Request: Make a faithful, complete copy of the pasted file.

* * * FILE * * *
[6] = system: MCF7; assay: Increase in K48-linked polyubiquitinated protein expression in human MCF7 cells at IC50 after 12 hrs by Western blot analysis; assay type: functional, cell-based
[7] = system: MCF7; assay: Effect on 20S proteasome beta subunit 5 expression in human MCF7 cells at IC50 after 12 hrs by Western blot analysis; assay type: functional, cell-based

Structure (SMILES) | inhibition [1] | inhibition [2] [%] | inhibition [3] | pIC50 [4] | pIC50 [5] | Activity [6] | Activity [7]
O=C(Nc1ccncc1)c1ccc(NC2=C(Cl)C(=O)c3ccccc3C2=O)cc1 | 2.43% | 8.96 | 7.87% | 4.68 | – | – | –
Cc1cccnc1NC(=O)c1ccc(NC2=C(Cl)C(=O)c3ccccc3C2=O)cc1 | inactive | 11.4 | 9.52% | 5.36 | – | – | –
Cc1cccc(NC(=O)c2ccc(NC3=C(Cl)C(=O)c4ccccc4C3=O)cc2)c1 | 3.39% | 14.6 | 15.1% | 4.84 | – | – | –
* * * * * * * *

[6] = system: MCF7; assay: Increase in K48-linked polyubiquitinated protein expression in human MCF7 cells at IC50 after 12 hrs by Western blot analysis; assay type: functional, cell-based
[7] = system: MCF7; assay: Effect on 20S proteasome beta subunit 5 expression in human MCF7 cells at IC50 after 12 hrs by Western blot analysis; assay type: functional, cell-based

Structure (SMILES) | inhibition [1] | inhibition [2] [%] | inhibition [3] | pIC50 [4] | pIC50 [5] | Activity [6] | Activity [7]
O=C(Nc1ccncc1)c1ccc(NC2=C(Cl)C(=O)c3ccccc3C2=O)cc1 | 2.43% | 8.96 | 7.87% | 4.68 | – | – | –
Cc1cccnc1NC(=O)c1ccc(NC2=C(Cl)C(=O)c3ccccc3C2=O)cc1 | inactive | 11.4 | 9.52% | 5.36 | – | – | –
Cc1cccc(NC(=O)c2ccc(NC3=C(Cl)C(=O)c4ccccc4C3=O)cc2)c1 | 3.39% | 14.6 | 15.1% | 4.84 | – | – | –